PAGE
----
That formula was intact on their first album also, where only 14 of the 24 listed tracks are what anyone going into the experience looking for sonic enjoyment would label as "songs." But it was that second effort that really kicked the improv half of the De La Soul experience into high gear. These skits were distracting and unnecessary and stand as the only knock against two otherwise groundbreaking-in-the-good-way classics. And yet, for some reason, once De La Soul introduced the idea, between-song skits became a staple of rap music.
One notable early adopter was Dr. Dre.
Seen here in what might not be a recent picture.
Following De La Soul's "success" with mixing nonsense people don't want to hear with great songs, the fabled producer and future president of the headphone guild followed the exact same strategy with NWA's Ice Cube-less follow-up to Straight Outta Compton. That album, the unsafe to say in public Niggaz 4 Life, featured five "songs" that clocked in at two minutes or less.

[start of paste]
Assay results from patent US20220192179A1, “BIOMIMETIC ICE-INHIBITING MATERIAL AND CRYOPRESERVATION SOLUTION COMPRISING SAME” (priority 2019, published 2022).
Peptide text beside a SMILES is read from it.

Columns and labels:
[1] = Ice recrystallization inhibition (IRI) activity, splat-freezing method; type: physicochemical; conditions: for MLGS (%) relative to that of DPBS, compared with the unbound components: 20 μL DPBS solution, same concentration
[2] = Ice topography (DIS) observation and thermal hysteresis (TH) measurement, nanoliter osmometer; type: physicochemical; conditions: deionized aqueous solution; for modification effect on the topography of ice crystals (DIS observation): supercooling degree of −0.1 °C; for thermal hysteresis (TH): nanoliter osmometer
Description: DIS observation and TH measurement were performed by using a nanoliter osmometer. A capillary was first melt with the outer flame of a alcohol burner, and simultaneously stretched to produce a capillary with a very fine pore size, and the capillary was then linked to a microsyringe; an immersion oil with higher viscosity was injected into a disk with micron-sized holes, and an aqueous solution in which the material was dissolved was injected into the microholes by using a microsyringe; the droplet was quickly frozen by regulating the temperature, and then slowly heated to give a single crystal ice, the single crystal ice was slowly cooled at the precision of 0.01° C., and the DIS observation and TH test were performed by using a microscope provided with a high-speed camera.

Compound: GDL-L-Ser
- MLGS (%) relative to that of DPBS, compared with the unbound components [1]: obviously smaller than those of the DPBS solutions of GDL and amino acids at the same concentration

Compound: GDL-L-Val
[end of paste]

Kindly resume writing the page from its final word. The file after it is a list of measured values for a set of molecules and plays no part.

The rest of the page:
And song #8 is about Mr. T!
He carried the practice through to a slightly lesser extent on the legendary album The Chronic, which only featured two skits, but one of them was nearly three minutes long, so the math still works. By contrast, Straight Outta Compton, which was released months prior to De La Soul's debut, was presented as a tight package featuring 14 songs, none of which were less than three minutes long.
He's just one example, though. Rap music and between-song skits today are like rap music and designer clothing labels. They've been together for so long, the chances of them parting ways anytime soon are slim to none. For as long as any of us enjoy rap music, we're also going to have to enjoy editing absolutely pointless tracks out of our iPod playlists on a regular basis. Rappers love skits. There's just no getting around it.
Those of us who aren't in the business of making albums will likely never understand why this is the case, but at least we know who to blame.